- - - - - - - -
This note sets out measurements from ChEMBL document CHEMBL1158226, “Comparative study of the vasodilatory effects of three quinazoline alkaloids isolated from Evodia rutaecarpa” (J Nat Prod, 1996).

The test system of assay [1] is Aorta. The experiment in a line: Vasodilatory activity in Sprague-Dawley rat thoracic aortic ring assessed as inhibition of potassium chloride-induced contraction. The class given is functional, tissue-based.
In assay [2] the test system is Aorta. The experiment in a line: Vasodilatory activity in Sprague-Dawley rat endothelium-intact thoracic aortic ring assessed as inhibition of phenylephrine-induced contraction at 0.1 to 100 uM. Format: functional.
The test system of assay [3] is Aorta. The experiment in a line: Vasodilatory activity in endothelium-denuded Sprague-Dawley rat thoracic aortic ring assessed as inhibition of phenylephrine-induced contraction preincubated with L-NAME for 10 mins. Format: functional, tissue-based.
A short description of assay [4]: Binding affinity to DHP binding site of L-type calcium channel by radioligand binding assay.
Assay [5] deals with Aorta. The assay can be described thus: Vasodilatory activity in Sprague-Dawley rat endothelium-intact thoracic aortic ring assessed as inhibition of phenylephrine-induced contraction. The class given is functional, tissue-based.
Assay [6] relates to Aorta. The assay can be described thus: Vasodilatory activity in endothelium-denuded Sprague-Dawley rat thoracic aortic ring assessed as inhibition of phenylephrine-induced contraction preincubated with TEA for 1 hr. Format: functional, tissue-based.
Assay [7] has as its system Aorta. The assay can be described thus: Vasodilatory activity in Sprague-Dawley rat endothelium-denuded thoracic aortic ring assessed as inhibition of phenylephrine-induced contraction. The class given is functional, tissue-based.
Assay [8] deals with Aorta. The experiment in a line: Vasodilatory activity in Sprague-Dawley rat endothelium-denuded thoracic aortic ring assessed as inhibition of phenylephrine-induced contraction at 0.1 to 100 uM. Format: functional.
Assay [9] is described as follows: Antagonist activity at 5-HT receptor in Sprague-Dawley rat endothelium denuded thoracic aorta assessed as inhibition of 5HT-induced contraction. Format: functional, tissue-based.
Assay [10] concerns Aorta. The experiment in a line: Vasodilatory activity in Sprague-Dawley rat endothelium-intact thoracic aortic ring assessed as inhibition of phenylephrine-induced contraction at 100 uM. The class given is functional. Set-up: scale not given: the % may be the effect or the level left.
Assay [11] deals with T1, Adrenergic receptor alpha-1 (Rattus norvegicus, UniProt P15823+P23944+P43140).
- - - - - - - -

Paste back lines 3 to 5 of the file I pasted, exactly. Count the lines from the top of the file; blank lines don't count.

In assay [2] the test system is Aorta. The experiment in a line: Vasodilatory activity in Sprague-Dawley rat endothelium-intact thoracic aortic ring assessed as inhibition of phenylephrine-induced contraction at 0.1 to 100 uM. Format: functional.
The test system of assay [3] is Aorta. The experiment in a line: Vasodilatory activity in endothelium-denuded Sprague-Dawley rat thoracic aortic ring assessed as inhibition of phenylephrine-induced contraction preincubated with L-NAME for 10 mins. Format: functional, tissue-based.
A short description of assay [4]: Binding affinity to DHP binding site of L-type calcium channel by radioligand binding assay.